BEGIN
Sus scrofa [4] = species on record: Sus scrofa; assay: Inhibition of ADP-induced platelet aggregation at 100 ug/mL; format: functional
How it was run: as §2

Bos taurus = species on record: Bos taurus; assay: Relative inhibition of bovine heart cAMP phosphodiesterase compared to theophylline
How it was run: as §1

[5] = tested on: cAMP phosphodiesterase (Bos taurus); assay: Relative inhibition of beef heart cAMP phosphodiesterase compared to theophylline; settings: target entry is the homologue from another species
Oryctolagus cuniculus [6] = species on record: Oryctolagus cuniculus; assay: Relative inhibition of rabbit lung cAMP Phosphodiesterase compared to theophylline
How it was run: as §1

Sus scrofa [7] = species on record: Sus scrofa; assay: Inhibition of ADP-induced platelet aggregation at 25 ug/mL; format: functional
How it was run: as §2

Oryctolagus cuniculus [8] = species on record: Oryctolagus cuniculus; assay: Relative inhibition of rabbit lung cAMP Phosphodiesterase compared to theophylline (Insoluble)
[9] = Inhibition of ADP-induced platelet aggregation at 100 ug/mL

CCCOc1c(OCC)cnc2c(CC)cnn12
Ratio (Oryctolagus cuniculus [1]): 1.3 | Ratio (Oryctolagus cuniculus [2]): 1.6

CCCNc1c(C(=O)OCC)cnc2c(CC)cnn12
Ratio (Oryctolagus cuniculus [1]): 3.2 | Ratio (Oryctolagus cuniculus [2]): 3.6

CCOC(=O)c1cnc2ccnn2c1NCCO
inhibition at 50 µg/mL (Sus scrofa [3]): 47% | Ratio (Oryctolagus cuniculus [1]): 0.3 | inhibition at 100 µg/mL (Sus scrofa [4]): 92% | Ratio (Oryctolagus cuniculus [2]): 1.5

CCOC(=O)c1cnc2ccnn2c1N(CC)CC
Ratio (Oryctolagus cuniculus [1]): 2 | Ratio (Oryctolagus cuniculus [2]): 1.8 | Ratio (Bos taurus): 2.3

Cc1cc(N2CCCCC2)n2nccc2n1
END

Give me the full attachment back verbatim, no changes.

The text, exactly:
Sus scrofa [4] = species on record: Sus scrofa; assay: Inhibition of ADP-induced platelet aggregation at 100 ug/mL; format: functional
How it was run: as §2

Bos taurus = species on record: Bos taurus; assay: Relative inhibition of bovine heart cAMP phosphodiesterase compared to theophylline
How it was run: as §1

[5] = tested on: cAMP phosphodiesterase (Bos taurus); assay: Relative inhibition of beef heart cAMP phosphodiesterase compared to theophylline; settings: target entry is the homologue from another species
Oryctolagus cuniculus [6] = species on record: Oryctolagus cuniculus; assay: Relative inhibition of rabbit lung cAMP Phosphodiesterase compared to theophylline
How it was run: as §1

Sus scrofa [7] = species on record: Sus scrofa; assay: Inhibition of ADP-induced platelet aggregation at 25 ug/mL; format: functional
How it was run: as §2

Oryctolagus cuniculus [8] = species on record: Oryctolagus cuniculus; assay: Relative inhibition of rabbit lung cAMP Phosphodiesterase compared to theophylline (Insoluble)
[9] = Inhibition of ADP-induced platelet aggregation at 100 ug/mL

CCCOc1c(OCC)cnc2c(CC)cnn12
Ratio (Oryctolagus cuniculus [1]): 1.3 | Ratio (Oryctolagus cuniculus [2]): 1.6

CCCNc1c(C(=O)OCC)cnc2c(CC)cnn12
Ratio (Oryctolagus cuniculus [1]): 3.2 | Ratio (Oryctolagus cuniculus [2]): 3.6

CCOC(=O)c1cnc2ccnn2c1NCCO
inhibition at 50 µg/mL (Sus scrofa [3]): 47% | Ratio (Oryctolagus cuniculus [1]): 0.3 | inhibition at 100 µg/mL (Sus scrofa [4]): 92% | Ratio (Oryctolagus cuniculus [2]): 1.5

CCOC(=O)c1cnc2ccnn2c1N(CC)CC
Ratio (Oryctolagus cuniculus [1]): 2 | Ratio (Oryctolagus cuniculus [2]): 1.8 | Ratio (Bos taurus): 2.3

Cc1cc(N2CCCCC2)n2nccc2n1